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Roe reversal fuels women's health deal market

Illustration of a woman in a hospital gown made from a one hundred dollar bill sitting on an examination bed.

Illustration: Gabriella Turrisi/Axios

Nearly one year out from the reversal of Roe v. Wade, the women's health tech industry is at a critical inflection point.

Why it matters: Global venture investment in women's health held steady at roughly $1 billion last year despite the funding crunch — but with just a small portion of the overall digital funding pie, founders and investors worry the space could get quashed before it can blossom.

What's happening: Total funding for women's health tech dropped just 10% from 2021's peak, even as the digital health sector overall plunged nearly 50% during the same time period.

What they're saying: A groundswell of support for women’s health in the wake of Roe’s reversal — and starkly poor public performance of generalist health tech companies — has investors turning to women-focused startups.

  • "Buyers are recognizing the status quo isn’t working," says 7wireVentures partner Alyssa Jaffee, "and digital health is emerging as a real answer. It’s not a panacea, but it's a real answer for a lot of material [women's health] problems."
  • "Women’s health has been siloed into being just about menstruation or reproduction, but the true breadth of it is: Women predominantly make health care decisions ... and women are the CEOs of the household," says Maveron partner Anarghya Vardhana.
  • "Women are more empowered in building companies and being emancipated in our thoughts," says Ruby Gadelrab Tudor, the CEO of digital health intelligence startup MDisrupt. "We can solve the problems because we understand the problems."

Context: The sector has failed to yield to macroeconomic headwinds as stark realities about women's health have risen to the forefront, including:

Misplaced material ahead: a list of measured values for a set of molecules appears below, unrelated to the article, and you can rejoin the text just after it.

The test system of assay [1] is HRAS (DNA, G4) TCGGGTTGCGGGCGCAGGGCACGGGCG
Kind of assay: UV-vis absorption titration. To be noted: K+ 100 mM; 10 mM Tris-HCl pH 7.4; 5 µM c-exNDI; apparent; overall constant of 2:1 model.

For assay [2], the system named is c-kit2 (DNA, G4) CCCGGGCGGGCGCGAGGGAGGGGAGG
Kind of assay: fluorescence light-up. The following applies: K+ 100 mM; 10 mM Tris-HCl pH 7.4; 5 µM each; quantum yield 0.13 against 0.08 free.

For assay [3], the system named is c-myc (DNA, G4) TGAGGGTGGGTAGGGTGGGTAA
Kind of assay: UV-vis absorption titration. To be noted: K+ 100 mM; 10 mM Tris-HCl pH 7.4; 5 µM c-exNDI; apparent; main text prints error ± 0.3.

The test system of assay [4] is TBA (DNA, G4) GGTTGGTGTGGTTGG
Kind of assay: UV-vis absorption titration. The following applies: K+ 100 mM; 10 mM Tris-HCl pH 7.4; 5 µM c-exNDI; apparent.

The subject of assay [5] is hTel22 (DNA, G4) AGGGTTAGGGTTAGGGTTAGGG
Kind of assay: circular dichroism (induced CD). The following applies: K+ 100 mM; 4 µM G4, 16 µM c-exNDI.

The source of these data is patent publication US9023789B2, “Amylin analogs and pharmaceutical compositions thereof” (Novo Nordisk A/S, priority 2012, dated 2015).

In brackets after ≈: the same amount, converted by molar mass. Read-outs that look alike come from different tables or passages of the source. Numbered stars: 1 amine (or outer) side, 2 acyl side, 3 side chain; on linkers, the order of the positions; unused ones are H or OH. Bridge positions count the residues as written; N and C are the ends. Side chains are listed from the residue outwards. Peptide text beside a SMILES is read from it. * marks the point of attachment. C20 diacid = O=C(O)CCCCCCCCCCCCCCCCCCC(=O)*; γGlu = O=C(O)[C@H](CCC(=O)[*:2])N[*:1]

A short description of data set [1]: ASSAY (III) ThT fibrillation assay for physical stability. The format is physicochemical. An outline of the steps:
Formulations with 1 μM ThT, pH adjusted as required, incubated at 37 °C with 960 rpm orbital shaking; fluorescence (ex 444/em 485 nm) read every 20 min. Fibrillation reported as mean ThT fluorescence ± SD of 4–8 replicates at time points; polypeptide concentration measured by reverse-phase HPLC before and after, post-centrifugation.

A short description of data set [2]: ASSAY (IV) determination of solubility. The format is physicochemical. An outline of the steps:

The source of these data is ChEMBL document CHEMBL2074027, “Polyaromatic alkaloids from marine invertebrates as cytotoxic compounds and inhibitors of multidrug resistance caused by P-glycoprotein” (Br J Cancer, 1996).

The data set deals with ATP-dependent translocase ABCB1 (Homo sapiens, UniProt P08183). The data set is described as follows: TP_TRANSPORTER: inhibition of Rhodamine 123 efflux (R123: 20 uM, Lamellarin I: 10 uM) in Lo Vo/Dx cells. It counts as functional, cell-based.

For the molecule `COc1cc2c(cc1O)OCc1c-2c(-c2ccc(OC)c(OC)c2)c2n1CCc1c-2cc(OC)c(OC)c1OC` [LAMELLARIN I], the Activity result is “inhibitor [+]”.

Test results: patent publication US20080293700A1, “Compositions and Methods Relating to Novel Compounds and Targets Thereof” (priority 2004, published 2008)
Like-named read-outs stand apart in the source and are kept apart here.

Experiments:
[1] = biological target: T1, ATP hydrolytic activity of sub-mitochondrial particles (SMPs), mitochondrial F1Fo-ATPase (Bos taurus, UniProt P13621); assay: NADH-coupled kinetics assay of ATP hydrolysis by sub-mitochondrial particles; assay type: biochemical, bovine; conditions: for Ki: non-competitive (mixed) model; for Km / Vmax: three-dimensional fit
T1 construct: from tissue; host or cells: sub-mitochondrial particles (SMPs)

• An uptick in maternal mortality driven in part by the reversal of Roe that is disproportionately affecting Black women, other women of color, and low-income women.
  • A rise in public awareness of female life stages including menstruation, maternity and menopause.
  • Employers expanding reproductive health benefits amid a tight labor market.
  • An increasing number of women turning to digital health tools like wearables, tracking tools and telehealth services.
  • Heightened sensitivity around health data sharing after regulatory crackdowns on companies that allegedly shared reproductive health data without user consent.
  • A mental health crisis that is disproportionately impacting teen girls.

The other side: Still, the sector remains nascent, attaining just 6% of overall digital health funding in 2022 — and not all startups are benefiting equally from tailwinds.

  • For example, investors and founders say earlier-stage companies and those founded and focused on women of color are having a harder time than later-stage companies and those founded by and focused on white women.
  • The latter group tends to have more resources at their fingertips, including knowing what other founders and investors to talk to and when.
  • "I think there's a collective reckoning happening" in today's market, says Sheereen Brown, the CEO of women's reproductive health company Between. "When people are uncertain, they default to what they know and what is familiar to them — whether that’s investing in people who look like you or went to a similar school as you."

Zoom in: Regional differences may also be affecting fundraising trends. Some founders describe a tougher time raising on the East and West Coast, due to a saturation of interested venture funds in those areas.

  • For example, the 2023 New York Healthcare Innovation report found that investment in women's health in the New York metro area plummeted from a high of $540 million in 2021 to a low of $78 million in 2022.
  • "I think there’s a real interest from VCs based outside of [the East and West Coast] to back companies that are building outside of those places," says Meghan Doyle, the CEO of Chicago-based maternal startup Partum Health.

Just $1 billion